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Bmgt 205 chapter_4
Bmgt 205 chapter_4
Bmgt 205 chapter_4
Bmgt 205 chapter_4
Bmgt 205 chapter_4
Bmgt 205 chapter_4
Bmgt 205 chapter_4
Bmgt 205 chapter_4
Bmgt 205 chapter_4
Bmgt 205 chapter_4
Bmgt 205 chapter_4
Bmgt 205 chapter_4
Bmgt 205 chapter_4
Bmgt 205 chapter_4
Bmgt 205 chapter_4
Bmgt 205 chapter_4
Bmgt 205 chapter_4
Bmgt 205 chapter_4
Bmgt 205 chapter_4
Bmgt 205 chapter_4
Bmgt 205 chapter_4
Bmgt 205 chapter_4
Bmgt 205 chapter_4
Bmgt 205 chapter_4
Bmgt 205 chapter_4
Bmgt 205 chapter_4
Bmgt 205 chapter_4
Bmgt 205 chapter_4
Bmgt 205 chapter_4
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Bmgt 205 chapter_4

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  • 1. B M G T 2 0 5 : P R I N C I PA L S O F M A R K E T I N G MARKETING 
 ETHICS
  • 2. MARKETING ETHICS
  • 3. FIRM GOALS Greed and short term profit seeking Serious long term conseque nces Creating value over the long run Long term success
  • 4. HTTP:// W W W. Y O U T U B E . C O M / W AT C H ? V=MLLKHJYEQ7I
  • 5. AT T I T U D E S A B O U T T H E 
 E T H I C A L S TA N D A R D S O F VA R I O U S P R O F E S S I O N S • Why do you feel marketers (advertising practitioners & salespeople) rank so low on this scale? • What can marketers do to improve their ranking? Jeffrey M. Jones, “Nurses Top Honesty and Ethics List for 11th Year,” Gallup, November 19–21, 2010, http://www.gallup.com/poll-145043/nurses-top-honesty-ethicslist-11-year.aspx
  • 6. C R E AT I N G A N E T H I C A L C L I M AT E 
 IN THE WORKPLACE Values • Establish • Share • Understand Rules • Management commitment • Employee dedication Controls • Reward • Punishment
  • 7. A M E R I C A N M A R K E T I N G A S S O C I AT I O N 
 CODE OF ETHICS Generally accepted code in marketing Flows from general norms 
 of conduct to specific values Subareas within marketing have their own code of ethics to deal with specific issues http://www.marketingpower.com/AboutAMA/Pages/ Statement%20of%20Ethics.aspx
  • 8. THE INFLUENCE OF PERSONAL ETHICS Corbis/Jupiter images ©Royalty-Free/CORBIS Getty Images Genetics Family Religion Values
  • 9. COMPETING OUTCOMES Dangerous flaw in new model Delay production Continue production Delayed revenue Potential injury to consumers Possible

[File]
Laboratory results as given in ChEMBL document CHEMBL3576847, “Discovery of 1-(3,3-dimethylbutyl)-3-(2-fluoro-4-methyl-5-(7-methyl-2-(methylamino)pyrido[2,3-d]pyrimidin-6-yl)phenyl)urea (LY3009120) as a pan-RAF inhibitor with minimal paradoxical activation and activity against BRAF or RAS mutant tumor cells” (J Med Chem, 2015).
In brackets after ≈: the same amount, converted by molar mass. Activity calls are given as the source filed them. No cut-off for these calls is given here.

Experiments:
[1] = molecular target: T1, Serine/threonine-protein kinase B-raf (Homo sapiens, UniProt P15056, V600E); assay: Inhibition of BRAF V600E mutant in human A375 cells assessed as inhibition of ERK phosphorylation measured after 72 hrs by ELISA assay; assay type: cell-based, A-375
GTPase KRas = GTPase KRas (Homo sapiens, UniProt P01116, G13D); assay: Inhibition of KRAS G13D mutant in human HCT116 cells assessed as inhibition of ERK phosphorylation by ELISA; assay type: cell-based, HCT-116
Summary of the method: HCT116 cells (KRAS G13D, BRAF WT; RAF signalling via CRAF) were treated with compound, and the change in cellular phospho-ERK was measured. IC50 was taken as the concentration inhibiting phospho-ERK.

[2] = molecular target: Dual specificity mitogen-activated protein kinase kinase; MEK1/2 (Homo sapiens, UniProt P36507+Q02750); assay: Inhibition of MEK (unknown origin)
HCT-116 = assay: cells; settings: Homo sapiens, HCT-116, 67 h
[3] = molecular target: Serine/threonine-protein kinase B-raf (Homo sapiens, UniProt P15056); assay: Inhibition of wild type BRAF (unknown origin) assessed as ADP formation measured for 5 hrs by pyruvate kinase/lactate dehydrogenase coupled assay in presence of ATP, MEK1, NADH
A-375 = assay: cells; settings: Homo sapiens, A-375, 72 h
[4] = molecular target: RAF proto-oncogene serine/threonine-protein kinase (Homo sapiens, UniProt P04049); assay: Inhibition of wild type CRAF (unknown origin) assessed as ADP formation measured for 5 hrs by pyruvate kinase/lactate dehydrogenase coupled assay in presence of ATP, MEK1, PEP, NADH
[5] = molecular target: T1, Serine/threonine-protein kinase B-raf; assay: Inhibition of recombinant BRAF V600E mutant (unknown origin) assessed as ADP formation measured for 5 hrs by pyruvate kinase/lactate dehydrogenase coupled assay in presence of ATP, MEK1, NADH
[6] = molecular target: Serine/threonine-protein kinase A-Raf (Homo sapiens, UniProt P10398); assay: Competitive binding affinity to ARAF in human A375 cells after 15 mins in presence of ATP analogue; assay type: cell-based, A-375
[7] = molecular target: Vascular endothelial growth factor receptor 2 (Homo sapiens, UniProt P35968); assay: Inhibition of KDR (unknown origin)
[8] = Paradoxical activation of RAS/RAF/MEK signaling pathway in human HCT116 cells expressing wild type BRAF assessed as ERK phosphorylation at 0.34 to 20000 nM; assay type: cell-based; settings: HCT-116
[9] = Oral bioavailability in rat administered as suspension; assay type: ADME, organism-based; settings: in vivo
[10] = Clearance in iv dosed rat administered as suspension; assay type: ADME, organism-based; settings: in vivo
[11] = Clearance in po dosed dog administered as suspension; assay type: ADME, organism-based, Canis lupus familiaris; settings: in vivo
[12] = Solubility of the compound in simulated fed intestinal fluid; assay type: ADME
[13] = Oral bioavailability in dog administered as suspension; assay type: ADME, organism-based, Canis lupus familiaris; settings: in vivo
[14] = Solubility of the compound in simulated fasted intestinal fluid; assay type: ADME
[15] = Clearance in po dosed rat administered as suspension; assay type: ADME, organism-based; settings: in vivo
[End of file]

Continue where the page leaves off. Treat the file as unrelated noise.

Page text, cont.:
layoffs Loss of revenue Loss of bonuses
  • 10. Socially Responsible Socially Irresponsible Ethical Both ethical and socially responsible Ethical firm not involved with the larger community Unethical THE LINK BETWEEN ETHICS AND 
 C O R P O R AT E S O C I A L R E S P O N S I B I L I T Y Questionable firm practices, yet donates a lot to the community Neither ethical nor socially responsible
  • 11. W H I C H C O M PA N Y I S M O R E S O C I A L LY RESPONSIBLE?
  • 12. A FRAMEWORK FOR 
 ETHICAL DECISION MAKING Step 1 • Identify Issues Step 2 • Gather information and identify stakeholders Step 3 • Brainstorm and evaluate alternatives Step 4 • Choose a course of action
  • 13. STEP ONE: IDENTIFY ISSUES Marketing research firm issues Using results to Hiding the real Data collection mislead or purpose of the methods even harm the study public
  • 14. S T E P T W O : G AT H E R I N F O R M AT I O N 
 A N D I D E N T I F Y S TA K E H O L D E R S Identify all ethical issues and relevant legal information Identify all relevant stakeholders and get their input on any identified ethical issues
  • 15. STEP THREE: BRAINSTORM 
 A N D E V A L U AT E A LT E R N AT I V E S • Halt the market research project? • Make responses anonymous? • Instituting training on the AMA Code of Ethics for all researchers
  • 16. STEP FOUR: CHOOSE A COURSE OF ACTION Weigh the alternatives Take a course of action
  • 17. • Government agencies have been established to help firms decide what is “ethical”
  • 18. CHECK YOURSELF 1. Identify the stages in the ethical decision-making framework.
  • 19. I N T E G R AT I N G E T H I C S I N T O 
 M A R K E T I N G S T R AT E G Y Planning Phase Implementation Phase Control Phase
  • 20. PLANNING PHASE • The mission or vision statement sets the overall ethical tone for planning. • Mission statements can be used as a means to guide a firm’s SWOT analysis.
  • 21. I M P L E M E N TAT I O N P H A S E Should the firm be relocating production to another country? Should the firm be targeting this market with this product? Should the firm be selling its product in this market in this manner?
  • 22. IS RED BULL MARKETING ON COLLEGE CAMPUSES ETHICAL?
  • 23. CONTROL PHASE 1. Check successful implementation 2. React to change
  • 24. CHECK YOURSELF 1. What ethical questions should a marketing manager consider at each stage of the marketing plan?
  • 25. C O R P O R AT E S O C I A L R E S P O N S I B I L I T Y • describes the voluntary actions taken by a company to address the ethical, social, and environmental impacts of its business operations and the concerns of its stakeholders.
  • 26. C O R P O R AT E S O C I A L R E S P O N S I B I L I T Y ••Employees ••Their families ••Current customers ••Potential customers Employees ••Partners ••Competitors Marketplace Customers ••Community Society ••Environment
  • 27. H T T P : / / M O N E Y. C N N . C O M / M A G A Z I N E S / F O R T U N E / M O S TADMIRED/2013/SNAPSHOTS/670.HTML?IID=F_F500M FORTUNE MOST ADMIRED C O M PA N I E S
  • 28. CHECK YOURSELF 1. 2. How has corporate social responsibility evolved since the turn of the twenty-first century? Provide examples of each of the stakeholders that firms should consider in their corporate social responsibility efforts.

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